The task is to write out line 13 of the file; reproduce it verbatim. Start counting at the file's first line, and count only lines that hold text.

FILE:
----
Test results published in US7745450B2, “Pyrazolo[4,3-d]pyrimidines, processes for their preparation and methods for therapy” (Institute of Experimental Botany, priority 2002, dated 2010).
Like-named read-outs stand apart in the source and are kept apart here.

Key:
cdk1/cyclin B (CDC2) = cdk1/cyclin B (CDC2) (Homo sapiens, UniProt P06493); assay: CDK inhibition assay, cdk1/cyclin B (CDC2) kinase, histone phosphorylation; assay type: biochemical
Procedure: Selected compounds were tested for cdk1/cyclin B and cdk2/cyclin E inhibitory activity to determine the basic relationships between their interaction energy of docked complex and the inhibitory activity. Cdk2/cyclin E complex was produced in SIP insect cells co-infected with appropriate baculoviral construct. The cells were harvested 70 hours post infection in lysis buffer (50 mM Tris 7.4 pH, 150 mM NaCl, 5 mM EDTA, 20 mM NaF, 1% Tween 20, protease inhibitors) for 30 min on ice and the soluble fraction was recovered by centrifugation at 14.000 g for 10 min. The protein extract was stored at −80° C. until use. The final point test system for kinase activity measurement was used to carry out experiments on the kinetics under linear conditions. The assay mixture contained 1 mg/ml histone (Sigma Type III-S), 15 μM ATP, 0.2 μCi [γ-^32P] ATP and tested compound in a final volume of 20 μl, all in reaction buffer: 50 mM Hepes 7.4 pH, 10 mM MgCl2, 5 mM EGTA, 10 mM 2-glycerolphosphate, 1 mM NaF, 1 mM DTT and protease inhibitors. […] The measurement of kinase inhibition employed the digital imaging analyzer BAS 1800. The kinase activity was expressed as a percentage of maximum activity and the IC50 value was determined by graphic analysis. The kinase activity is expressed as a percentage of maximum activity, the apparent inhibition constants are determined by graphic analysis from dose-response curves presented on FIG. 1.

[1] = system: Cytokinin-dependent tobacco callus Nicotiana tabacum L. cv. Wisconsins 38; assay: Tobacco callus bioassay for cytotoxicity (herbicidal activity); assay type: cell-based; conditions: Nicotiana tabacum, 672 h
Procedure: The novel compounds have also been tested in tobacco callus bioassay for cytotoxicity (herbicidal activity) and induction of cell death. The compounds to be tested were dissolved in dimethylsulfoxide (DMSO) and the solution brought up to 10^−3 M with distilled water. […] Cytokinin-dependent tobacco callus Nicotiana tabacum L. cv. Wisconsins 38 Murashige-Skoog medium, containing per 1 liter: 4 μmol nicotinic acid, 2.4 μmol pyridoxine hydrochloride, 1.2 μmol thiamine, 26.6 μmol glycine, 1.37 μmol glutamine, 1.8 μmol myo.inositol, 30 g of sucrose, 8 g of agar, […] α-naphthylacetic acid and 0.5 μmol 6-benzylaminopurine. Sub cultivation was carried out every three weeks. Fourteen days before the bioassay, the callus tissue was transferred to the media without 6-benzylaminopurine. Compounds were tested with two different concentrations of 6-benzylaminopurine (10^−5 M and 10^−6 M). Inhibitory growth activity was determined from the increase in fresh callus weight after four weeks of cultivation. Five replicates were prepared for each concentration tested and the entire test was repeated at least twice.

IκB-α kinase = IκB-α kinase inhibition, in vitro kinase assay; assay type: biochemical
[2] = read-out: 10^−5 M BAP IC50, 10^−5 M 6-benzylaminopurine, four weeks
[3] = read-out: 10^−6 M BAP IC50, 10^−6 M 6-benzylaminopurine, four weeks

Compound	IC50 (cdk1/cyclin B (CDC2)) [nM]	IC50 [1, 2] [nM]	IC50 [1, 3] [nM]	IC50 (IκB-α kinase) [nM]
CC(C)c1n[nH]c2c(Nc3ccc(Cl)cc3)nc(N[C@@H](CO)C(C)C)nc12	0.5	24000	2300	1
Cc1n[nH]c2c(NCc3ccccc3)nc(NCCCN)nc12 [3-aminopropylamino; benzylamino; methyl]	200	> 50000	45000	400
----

Cc1n[nH]c2c(NCc3ccccc3)nc(NCCCN)nc12 [3-aminopropylamino; benzylamino; methyl]	200	> 50000	45000	400